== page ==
SASKATOON, SASKATCHEWAN, CANADA — The Canadian government announced on Jan. 16 funding of C$39.3 million to drive innovation and discovery in barley, wheat, diverse field crops and soybeans over the next five years.
The funding for the four science clusters is part of the Canadian Agricultural Partnership and includes industry contributions of C$28.4 million for a total of C$67.7 million.
“Demand for our field crops continues to grow and these investments in innovation and research will help position our farmers to grow top quality products sustainably, while meeting consumer demands at home and abroad for years to come,” said Lawrence MacAulay, minister of Agriculture and Agri-Food.
The Barley Cluster (C$6.3 million) aims to improve productivity in the science and technology of using barley for food and increase disease resistance. The cluster will be led by the Barley Council of Canada.
“Ongoing investment in barley research and innovation to improve varieties, production practices and utilization is vitally important to the continued sustainability and profitability of the barley value chain," said Brian Otto, chair, Barley Council of Canada.
The Diverse Field Crop Cluster (C$13.7 million) focusses on variety development, crop protection, production agronomy and value-added practices to support diverse crop growth. The cluster will be led by Ag-West Bio Inc.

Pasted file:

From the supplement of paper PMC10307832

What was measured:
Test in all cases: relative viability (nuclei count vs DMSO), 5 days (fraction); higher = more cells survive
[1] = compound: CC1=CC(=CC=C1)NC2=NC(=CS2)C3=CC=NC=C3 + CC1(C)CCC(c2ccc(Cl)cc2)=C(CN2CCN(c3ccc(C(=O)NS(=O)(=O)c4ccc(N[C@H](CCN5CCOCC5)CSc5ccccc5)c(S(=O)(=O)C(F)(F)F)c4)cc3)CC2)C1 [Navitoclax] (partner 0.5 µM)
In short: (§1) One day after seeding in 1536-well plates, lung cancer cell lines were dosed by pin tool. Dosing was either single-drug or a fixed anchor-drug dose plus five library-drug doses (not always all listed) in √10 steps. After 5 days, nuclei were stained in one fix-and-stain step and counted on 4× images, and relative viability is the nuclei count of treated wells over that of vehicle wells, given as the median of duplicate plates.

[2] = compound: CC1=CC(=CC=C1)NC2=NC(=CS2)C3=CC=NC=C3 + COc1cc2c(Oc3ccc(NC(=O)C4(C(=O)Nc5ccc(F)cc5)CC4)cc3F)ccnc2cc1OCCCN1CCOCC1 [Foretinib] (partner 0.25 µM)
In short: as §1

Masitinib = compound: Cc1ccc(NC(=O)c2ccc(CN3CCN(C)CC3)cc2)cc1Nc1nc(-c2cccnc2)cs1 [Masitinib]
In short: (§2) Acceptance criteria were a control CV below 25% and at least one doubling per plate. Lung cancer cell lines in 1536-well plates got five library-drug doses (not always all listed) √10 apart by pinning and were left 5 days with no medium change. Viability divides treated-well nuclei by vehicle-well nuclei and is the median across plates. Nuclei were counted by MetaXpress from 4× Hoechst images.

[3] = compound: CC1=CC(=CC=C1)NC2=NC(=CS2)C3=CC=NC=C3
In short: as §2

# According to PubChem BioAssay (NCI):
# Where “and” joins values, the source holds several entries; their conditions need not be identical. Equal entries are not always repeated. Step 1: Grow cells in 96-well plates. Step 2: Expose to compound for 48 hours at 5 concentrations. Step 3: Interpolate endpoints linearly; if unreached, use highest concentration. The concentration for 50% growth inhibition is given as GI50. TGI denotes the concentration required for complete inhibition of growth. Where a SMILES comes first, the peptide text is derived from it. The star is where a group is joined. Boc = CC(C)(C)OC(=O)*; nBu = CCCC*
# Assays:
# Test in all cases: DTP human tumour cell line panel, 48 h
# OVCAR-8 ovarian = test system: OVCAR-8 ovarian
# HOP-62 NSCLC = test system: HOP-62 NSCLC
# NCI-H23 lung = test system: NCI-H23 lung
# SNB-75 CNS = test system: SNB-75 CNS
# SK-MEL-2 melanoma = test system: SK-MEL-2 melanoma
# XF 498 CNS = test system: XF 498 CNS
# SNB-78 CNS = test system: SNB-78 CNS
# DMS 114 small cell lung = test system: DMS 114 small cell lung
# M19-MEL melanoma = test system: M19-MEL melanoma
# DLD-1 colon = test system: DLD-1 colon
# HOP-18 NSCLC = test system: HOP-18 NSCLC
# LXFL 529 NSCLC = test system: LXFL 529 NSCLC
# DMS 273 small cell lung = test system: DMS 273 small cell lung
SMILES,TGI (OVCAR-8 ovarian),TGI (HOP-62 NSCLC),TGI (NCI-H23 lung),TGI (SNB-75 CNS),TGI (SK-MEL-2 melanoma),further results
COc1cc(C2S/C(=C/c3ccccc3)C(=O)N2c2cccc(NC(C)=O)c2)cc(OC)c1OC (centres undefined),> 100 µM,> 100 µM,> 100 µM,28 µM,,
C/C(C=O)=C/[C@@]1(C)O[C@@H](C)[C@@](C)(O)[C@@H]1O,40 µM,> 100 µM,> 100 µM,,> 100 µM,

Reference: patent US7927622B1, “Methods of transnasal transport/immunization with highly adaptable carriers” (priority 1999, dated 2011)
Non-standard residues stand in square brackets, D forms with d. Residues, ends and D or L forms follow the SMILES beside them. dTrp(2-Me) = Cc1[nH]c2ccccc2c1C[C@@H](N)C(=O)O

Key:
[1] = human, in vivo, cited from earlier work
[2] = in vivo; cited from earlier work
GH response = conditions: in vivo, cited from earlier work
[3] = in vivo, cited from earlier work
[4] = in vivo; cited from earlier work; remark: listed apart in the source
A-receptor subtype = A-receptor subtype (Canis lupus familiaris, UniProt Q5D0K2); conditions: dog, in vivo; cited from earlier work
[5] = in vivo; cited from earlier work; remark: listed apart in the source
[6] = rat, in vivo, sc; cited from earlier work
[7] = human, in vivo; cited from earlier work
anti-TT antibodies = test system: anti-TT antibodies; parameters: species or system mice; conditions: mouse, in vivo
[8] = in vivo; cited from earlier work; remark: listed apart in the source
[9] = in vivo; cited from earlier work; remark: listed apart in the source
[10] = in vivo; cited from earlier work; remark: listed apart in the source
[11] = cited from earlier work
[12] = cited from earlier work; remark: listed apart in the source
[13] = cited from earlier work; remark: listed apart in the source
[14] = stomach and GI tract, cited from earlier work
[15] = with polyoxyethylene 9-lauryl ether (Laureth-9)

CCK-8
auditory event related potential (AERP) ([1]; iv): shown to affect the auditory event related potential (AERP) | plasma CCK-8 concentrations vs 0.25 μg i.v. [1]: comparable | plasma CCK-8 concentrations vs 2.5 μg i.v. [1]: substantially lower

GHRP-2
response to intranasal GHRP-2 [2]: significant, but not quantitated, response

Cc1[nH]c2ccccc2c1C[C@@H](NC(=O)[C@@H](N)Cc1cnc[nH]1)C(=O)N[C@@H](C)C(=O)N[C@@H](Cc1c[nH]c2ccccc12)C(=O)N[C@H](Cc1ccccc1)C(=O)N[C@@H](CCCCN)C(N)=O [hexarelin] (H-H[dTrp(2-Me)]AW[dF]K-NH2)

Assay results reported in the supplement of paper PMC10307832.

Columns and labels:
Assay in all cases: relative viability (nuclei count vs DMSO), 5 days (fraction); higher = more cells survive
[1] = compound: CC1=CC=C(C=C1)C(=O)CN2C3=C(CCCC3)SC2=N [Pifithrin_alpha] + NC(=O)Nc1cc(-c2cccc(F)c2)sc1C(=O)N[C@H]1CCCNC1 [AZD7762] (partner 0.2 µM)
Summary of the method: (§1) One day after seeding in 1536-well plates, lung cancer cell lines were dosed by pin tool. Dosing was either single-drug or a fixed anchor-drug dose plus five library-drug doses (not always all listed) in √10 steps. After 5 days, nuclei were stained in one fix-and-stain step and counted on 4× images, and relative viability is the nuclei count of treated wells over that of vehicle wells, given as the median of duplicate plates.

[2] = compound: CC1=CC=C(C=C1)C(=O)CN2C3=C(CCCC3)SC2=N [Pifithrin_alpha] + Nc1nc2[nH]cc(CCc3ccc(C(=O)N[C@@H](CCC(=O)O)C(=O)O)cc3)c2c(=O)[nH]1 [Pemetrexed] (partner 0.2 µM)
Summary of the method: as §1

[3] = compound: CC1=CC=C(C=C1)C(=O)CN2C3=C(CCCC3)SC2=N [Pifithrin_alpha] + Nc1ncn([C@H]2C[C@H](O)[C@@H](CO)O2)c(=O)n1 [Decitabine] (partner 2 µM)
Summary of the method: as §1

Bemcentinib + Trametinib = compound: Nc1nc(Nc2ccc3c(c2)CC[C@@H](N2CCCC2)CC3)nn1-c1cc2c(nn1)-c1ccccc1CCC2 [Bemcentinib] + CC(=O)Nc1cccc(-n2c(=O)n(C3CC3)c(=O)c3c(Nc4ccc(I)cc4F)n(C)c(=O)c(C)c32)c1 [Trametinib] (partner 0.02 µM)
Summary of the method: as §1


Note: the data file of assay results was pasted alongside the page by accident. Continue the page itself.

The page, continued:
“Crop diversity is essential for keeping Canada’s agricultural ecosystem healthy and productive,” said Mike Cey, Ag-West Bio director of corporate initiatives. “The Diverse Field Crops Cluster research will develop these high-potential crops, and the markets to go with them. Farmers will have more high-value crops to choose from. The Diverse Field Crop Cluster will deliver both economic and environmental benefits for Canada.”
The Wheat Cluster (C$13.9 million) aims to deliver higher-yielding wheat varieties to producers, and to develop the next generation of Fusarium Head Blight resistant varieties. The cluster will be led by the Canadian Wheat Research Coalition.
“This collaboration between government, producers and industry will allow for greater innovation in variety development and agronomic practices that will keep wheat production strong across the country,” said Terry Young, chair, Canadian Wheat Research Coalition.
The Soybean Cluster ($5.4 million) will help Canadian soybean crops become more resilient and productive, increase the geographic range for growing crops and benefit the environment. The cluster will be led by the Canadian Field Crop Research Alliance.
“Continued research investment in enhanced crop performance that helps grow and secure Canada’s soybean market share worldwide is imperative,” said Salah Zoghlami, president, Canadian Field Crop Research Alliance. “We are thrilled to see the Canadian government recognize the importance of research in soybean and other crop production to benefit Canadian farmers. Today’s announcement is a great step in helping Canada maintain its global reputation for high-quality, sustainably grown crops."
The Canadian Agricultural Partnership is a five-year, C$3 billion investment by federal, provincial and territorial governments to strengthen the agriculture and agri-food sector. Through the AgriScience Program, a five-year, $338 million initiative, the government is supporting leading edge discovery and applied science, and innovation driven by industry research priorities.